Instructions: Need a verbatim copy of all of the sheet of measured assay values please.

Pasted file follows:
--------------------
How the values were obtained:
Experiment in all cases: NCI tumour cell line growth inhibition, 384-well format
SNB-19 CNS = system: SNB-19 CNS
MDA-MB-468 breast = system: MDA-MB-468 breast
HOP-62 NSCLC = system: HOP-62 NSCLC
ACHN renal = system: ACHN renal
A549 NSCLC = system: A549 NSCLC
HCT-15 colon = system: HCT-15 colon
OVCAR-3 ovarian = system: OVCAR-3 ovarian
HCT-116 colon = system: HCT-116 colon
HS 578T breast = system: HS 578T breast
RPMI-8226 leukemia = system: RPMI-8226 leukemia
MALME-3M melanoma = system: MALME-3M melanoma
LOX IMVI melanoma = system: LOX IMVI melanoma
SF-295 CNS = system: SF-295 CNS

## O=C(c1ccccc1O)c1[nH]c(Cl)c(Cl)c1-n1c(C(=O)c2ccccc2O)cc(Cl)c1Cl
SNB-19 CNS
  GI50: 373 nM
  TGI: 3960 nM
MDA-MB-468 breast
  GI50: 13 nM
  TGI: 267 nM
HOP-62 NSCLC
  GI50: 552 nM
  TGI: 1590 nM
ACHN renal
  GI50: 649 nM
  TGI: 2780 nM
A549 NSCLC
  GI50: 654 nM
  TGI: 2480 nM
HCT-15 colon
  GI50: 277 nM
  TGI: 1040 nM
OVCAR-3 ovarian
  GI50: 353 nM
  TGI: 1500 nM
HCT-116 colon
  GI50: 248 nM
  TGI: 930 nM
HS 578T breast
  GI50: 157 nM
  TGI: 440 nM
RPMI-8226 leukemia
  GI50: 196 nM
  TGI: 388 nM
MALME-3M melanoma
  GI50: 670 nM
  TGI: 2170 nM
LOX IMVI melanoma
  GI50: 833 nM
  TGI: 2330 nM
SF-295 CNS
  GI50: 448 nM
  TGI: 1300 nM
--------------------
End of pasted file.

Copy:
How the values were obtained:
Experiment in all cases: NCI tumour cell line growth inhibition, 384-well format
SNB-19 CNS = system: SNB-19 CNS
MDA-MB-468 breast = system: MDA-MB-468 breast
HOP-62 NSCLC = system: HOP-62 NSCLC
ACHN renal = system: ACHN renal
A549 NSCLC = system: A549 NSCLC
HCT-15 colon = system: HCT-15 colon
OVCAR-3 ovarian = system: OVCAR-3 ovarian
HCT-116 colon = system: HCT-116 colon
HS 578T breast = system: HS 578T breast
RPMI-8226 leukemia = system: RPMI-8226 leukemia
MALME-3M melanoma = system: MALME-3M melanoma
LOX IMVI melanoma = system: LOX IMVI melanoma
SF-295 CNS = system: SF-295 CNS

## O=C(c1ccccc1O)c1[nH]c(Cl)c(Cl)c1-n1c(C(=O)c2ccccc2O)cc(Cl)c1Cl
SNB-19 CNS
  GI50: 373 nM
  TGI: 3960 nM
MDA-MB-468 breast
  GI50: 13 nM
  TGI: 267 nM
HOP-62 NSCLC
  GI50: 552 nM
  TGI: 1590 nM
ACHN renal
  GI50: 649 nM
  TGI: 2780 nM
A549 NSCLC
  GI50: 654 nM
  TGI: 2480 nM
HCT-15 colon
  GI50: 277 nM
  TGI: 1040 nM
OVCAR-3 ovarian
  GI50: 353 nM
  TGI: 1500 nM
HCT-116 colon
  GI50: 248 nM
  TGI: 930 nM
HS 578T breast
  GI50: 157 nM
  TGI: 440 nM
RPMI-8226 leukemia
  GI50: 196 nM
  TGI: 388 nM
MALME-3M melanoma
  GI50: 670 nM
  TGI: 2170 nM
LOX IMVI melanoma
  GI50: 833 nM
  TGI: 2330 nM
SF-295 CNS
  GI50: 448 nM
  TGI: 1300 nM